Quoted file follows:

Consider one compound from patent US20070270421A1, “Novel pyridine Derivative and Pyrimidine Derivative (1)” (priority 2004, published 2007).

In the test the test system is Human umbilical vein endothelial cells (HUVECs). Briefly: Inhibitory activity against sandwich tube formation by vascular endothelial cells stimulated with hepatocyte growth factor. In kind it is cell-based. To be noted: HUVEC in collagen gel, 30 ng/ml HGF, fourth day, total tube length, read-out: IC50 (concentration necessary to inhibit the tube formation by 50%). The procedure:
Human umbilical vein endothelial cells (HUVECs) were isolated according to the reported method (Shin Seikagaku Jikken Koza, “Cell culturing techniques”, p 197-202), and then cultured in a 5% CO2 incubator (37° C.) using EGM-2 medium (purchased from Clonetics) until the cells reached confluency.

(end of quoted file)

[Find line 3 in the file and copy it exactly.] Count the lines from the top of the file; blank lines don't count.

Human umbilical vein endothelial cells (HUVECs) were isolated according to the reported method (Shin Seikagaku Jikken Koza, “Cell culturing techniques”, p 197-202), and then cultured in a 5% CO2 incubator (37° C.) using EGM-2 medium (purchased from Clonetics) until the cells reached confluency.